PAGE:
Advanced Search
MyIDEAS: Login to save this article or follow this journal

Market work and household work as deterrents to schooling in Bangladesh

Contents:

Author Info

  • Amin, Shahina
  • Quayes, Shakil
  • Rives, Janet M.
Registered author(s):

    Abstract

    No abstract is available for this item.

    Download Info

    If you experience problems downloading a file, check if you have the proper application to view it first. In case of further problems read the IDEAS help page. Note that these files are not on the IDEAS site. Please be patient as the files may be large.
    File URL: http://www.sciencedirect.com/science/article/B6VC6-4K2SKF2-4/2/bcf40fcf4ed8d0c531a35f53fdf9a548
    Download Restriction: Full text for ScienceDirect subscribers only

    As the access to this document is restricted, you may want to look for a different version under "Related research" (further below) or search for a different version of it.

    Bibliographic Info

    Article provided by Elsevier in its journal World Development.

    Volume (Year): 34 (2006)
    Issue (Month): 7 (July)
    Pages: 1271-1286

    as in new window
    Handle: RePEc:eee:wdevel:v:34:y:2006:i:7:p:1271-1286

    Contact details of provider:
    Web page: http://www.elsevier.com/locate/worlddev

    Related research

    Keywords:

    References

    References listed on IDEAS
    Please report citation or reference errors to , or , if you are the registered author of the cited work, log in to your RePEc Author Service profile, click on "citations" and make appropriate adjustments.:
    as in new window
    1. Ravallion, Martin & Wodon, Quentin, 1999. "Does child labor displace schooling? - evidence on behavioral responses to an enrollment subsidy," Policy Research Working Paper Series 2116, The World Bank.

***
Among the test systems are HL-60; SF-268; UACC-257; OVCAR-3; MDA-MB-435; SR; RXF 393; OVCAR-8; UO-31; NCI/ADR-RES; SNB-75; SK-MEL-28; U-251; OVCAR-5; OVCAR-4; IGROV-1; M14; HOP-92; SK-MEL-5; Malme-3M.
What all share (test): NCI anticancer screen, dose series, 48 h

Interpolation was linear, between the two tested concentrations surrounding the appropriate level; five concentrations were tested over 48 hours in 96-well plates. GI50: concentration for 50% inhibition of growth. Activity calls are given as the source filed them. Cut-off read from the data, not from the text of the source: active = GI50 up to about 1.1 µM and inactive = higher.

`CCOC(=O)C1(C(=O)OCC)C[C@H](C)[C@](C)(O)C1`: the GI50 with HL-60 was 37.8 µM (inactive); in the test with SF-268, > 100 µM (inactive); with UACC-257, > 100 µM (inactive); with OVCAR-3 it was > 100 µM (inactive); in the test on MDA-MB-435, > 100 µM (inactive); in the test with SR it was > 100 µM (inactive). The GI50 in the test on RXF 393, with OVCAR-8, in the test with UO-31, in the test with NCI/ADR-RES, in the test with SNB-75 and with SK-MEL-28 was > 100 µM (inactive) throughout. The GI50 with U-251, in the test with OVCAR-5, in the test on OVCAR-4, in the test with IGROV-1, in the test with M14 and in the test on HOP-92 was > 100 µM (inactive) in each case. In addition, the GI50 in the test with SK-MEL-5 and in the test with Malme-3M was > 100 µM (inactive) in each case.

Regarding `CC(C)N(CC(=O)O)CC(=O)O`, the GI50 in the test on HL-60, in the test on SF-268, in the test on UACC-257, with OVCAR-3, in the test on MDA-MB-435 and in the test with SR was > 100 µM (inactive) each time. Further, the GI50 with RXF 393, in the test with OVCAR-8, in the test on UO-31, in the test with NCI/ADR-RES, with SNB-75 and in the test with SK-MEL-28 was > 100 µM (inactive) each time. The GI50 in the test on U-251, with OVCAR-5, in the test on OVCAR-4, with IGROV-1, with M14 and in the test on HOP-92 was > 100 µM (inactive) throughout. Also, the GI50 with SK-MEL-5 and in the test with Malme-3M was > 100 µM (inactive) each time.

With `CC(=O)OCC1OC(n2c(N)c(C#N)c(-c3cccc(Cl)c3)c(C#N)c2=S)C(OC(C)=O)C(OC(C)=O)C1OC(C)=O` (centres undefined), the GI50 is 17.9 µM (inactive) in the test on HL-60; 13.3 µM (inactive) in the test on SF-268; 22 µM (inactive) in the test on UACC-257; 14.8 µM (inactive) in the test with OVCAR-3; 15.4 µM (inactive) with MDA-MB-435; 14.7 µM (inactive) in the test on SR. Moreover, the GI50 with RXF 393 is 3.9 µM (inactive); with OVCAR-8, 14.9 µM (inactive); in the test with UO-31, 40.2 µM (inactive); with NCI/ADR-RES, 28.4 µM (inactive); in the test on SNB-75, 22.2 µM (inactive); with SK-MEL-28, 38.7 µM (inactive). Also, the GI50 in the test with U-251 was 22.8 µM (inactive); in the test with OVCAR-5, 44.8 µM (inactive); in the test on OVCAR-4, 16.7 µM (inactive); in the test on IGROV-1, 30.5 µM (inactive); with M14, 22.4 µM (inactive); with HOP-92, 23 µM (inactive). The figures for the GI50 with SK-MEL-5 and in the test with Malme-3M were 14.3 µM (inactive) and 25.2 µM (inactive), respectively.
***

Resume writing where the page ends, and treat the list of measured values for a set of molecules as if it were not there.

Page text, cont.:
2. Jensen, P. & Nielsen, H.S., 1996. "Child Labour or School Attendance? Evidence from Zambia," Papers, Centre for Labour Market and Social Research, Danmark- 96-14, Centre for Labour Market and Social Research, Danmark-.
    3. Hideo Akabayashi & George Psacharopoulos, 1999. "The trade-off between child labour and human capital formation: A Tanzanian case study," Journal of Development Studies, Taylor & Francis Journals, vol. 35(5), pages 120-140.
    4. Duryea, Suzanne & Arends-Kuenning, Mary, 2003. "School Attendance, Child Labor and Local Labor Market Fluctuations in Urban Brazil," World Development, Elsevier, Elsevier, vol. 31(7), pages 1165-1178, July.
    5. Ray, Ranjan, 2000. "Child Labor, Child Schooling, and Their Interaction with Adult Labor: Empirical Evidence for Peru and Pakistan," World Bank Economic Review, World Bank Group, World Bank Group, vol. 14(2), pages 347-67, May.
    6. Beegle, Kathleen & Dehejia, Rajeev & Gatti, Roberta, 2005. "Why should we care about child labor? The education, labor market, and health consequences of child labor," Policy Research Working Paper Series 3479, The World Bank.
    7. George Psacharopoulos, 1997. "Child labor versus educational attainment Some evidence from Latin America," Journal of Population Economics, Springer, Springer, vol. 10(4), pages 377-386.
    8. Furio Camillo Rosati & Mariacristina Rossi, 2003. "Children's Working Hours and School Enrollment: Evidence from Pakistan and Nicaragua," World Bank Economic Review, World Bank Group, World Bank Group, vol. 17(2), pages 283-295, December.
    9. George Psacharopoulos & Harry Anthony Patrinos, 1997. "Family size, schooling and child labor in Peru - An empirical analysis," Journal of Population Economics, Springer, Springer, vol. 10(4), pages 387-405.
    10. Ranjan Ray, 2000. "Analysis of child labour in Peru and Pakistan: A comparative study," Journal of Population Economics, Springer, Springer, vol. 13(1), pages 3-19.
    11. Mallar, Charles D, 1977. "The Estimation of Simultaneous Probability Models," Econometrica, Econometric Society, Econometric Society, vol. 45(7), pages 1717-22, October.
    12. Shahina Amin & M. Shakil Quayes & Janet M. Rives, 2004. "Poverty and Other Determinants of Child Labor in Bangladesh," Southern Economic Journal, Southern Economic Association, vol. 70(4), pages 876-892, April.